Powered by Blogger.

Tuesday, October 20, 2009

Aftermarket Thermostat

I have a 2003 motorhome. Can I replace the existing furnace thermostat control with a better type like a digital home model?
Jack, (Shippensburg, PA)
Jack, indeed you can install a digital thermostat designed for home use to control the heat in your coach. (Note: the one pictured is an analog type thermostat). You can also use a combination heating/cooling thermostat to control both the heating and AC in your coach from one wall thermostat, but that’s a discussion for another column. The home models usually reference 24-volt and/or 48-volt systems, typically what you’d find in a house, but you can ignore this, as you will not be using the logic portions of the digital thermostat. The only function of the thermostat you will be using is the electronic thermostat switching, which is controlled by the batteries in the thermostat. Ensure you buy a 24/48V model and not one for gas systems only. If you open up your existing analog thermostat, you will find two wires connected to it. The thermostat is basically a switch that closes the circuit across the two wires when the unit calls for heat. These are the only two wires needed on the digital thermostat for your furnace to operate. Digital thermostats are designed to perform on a variety of home systems, from heat pumps to gas furnaces among several others. Therefore, they usually have micro-switches mounted to the control board that need to be set to the correct position. Fortunately, you can ignore most of these since your furnace will not be utilizing these functions. There may be one micro-switch that you might want to set which I’ll discuss later.

Whether you purchase a heating-only thermostat or a heating/cooling model, they all will have labeled wiring terminals. Disconnect all power to the furnace and remove the existing thermostat. Mount the new one with the two thermostat wires coming from the furnace. To control the furnace only, you will be using the terminals labeled “RH” and “W.” If you’ve purchased a heating-only thermostat, they just may be the only terminals on the new one. If you have a heating and cooling thermostat combination there will be several others terminals. Connect the two furnace wires to these two terminals. It doesn’t matter which wire goes to what terminal. Your furnace should now perform as before.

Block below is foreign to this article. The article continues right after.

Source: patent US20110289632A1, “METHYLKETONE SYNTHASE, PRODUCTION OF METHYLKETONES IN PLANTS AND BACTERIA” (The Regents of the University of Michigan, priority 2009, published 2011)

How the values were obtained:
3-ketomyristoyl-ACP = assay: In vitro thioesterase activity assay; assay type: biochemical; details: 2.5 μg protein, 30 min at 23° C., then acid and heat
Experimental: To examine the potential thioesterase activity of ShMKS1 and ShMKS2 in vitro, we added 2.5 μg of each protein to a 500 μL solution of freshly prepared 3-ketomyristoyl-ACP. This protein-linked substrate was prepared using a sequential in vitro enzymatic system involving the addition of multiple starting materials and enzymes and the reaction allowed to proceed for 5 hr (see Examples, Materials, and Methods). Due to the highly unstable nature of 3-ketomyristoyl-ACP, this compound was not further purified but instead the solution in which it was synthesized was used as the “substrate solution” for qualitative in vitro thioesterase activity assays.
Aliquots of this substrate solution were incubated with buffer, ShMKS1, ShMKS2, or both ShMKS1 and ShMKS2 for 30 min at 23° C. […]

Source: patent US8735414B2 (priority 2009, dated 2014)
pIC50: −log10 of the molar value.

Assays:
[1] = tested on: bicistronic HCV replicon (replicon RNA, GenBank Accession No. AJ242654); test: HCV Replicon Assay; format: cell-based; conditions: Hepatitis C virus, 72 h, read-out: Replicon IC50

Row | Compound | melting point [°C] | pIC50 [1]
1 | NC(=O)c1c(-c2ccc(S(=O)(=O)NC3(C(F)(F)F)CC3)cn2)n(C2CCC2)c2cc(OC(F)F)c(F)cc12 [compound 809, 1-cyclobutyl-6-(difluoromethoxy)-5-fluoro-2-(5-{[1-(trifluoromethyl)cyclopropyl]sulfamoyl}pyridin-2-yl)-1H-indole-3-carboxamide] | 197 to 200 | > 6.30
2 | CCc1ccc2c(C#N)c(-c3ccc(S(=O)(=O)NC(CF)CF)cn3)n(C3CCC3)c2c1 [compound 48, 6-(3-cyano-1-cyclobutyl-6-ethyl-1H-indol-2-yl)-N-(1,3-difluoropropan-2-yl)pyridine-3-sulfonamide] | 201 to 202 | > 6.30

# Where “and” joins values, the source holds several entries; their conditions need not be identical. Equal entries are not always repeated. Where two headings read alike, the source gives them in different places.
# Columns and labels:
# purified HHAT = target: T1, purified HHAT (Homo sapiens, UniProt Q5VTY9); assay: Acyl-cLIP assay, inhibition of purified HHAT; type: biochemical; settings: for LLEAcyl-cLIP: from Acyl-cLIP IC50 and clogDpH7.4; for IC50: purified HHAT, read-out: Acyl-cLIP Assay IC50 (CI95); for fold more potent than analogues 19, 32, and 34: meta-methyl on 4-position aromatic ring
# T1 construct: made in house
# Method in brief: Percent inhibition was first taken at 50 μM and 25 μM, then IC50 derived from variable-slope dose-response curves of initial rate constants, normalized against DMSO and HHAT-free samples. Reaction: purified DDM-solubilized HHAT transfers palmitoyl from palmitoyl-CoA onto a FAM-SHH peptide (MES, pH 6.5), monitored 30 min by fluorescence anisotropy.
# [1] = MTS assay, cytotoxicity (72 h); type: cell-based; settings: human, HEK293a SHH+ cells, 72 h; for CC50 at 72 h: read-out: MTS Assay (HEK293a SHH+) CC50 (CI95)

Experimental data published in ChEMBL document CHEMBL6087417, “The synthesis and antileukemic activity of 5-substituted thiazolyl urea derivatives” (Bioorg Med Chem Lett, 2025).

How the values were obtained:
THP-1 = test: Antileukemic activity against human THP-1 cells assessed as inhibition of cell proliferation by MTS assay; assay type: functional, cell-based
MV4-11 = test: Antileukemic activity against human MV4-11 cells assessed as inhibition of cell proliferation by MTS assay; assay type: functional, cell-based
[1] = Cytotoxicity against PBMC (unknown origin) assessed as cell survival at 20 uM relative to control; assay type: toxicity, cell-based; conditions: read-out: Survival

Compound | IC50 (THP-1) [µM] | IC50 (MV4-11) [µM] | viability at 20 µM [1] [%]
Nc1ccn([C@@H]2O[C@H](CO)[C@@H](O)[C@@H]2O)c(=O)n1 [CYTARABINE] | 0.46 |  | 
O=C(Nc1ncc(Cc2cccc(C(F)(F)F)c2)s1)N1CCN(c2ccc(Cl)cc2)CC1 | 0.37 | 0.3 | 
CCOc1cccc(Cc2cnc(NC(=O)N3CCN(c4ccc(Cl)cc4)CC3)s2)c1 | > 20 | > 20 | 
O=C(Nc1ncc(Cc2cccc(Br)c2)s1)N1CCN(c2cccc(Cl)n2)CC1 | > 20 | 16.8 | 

There are two major benefits to digital thermostats and one drawback. The benefits are that as you select a specific temperature, the hysterisis is much tighter. Hysterisis means that the thermostat will maintain much tighter control over the temperature than the analog, stock thermostat you have now. The thermostat will keep the temperature within 1 or 2 degrees of the set temperature, although this may translate to more frequent furnace cycling. There may be a micro-switch on the thermostat that enables the user to select the actual amount of hysterisis. But it’s usually 1 or 2 degrees. If you set it to 2, it is a good trade-off between heating comfort and furnace cycling. The drawback is that you need to keep spare batteries for the thermostat on hand at all times. If the batteries die, so does the furnace.

Disclaimer:

In all instances, every effort is made to ensure the correctness of all content on the RV Doctor Website. It is imperative that if you choose to follow any instructions or procedures outlined on any page of this website, you must first satisfy yourself thoroughly that neither personal nor product safety will be compromised or jeopardized.

All rights reserved.

If you are in doubt or do not feel comfortable about a procedure, do not continue. Simply call your local RV service facility and make an appointment with them. The advice, recommendations and procedures offered by the RV Doctor are solely those of Gary. They do not necessarily reflect the opinions, procedures and recommendations of our sponsors or advertisers.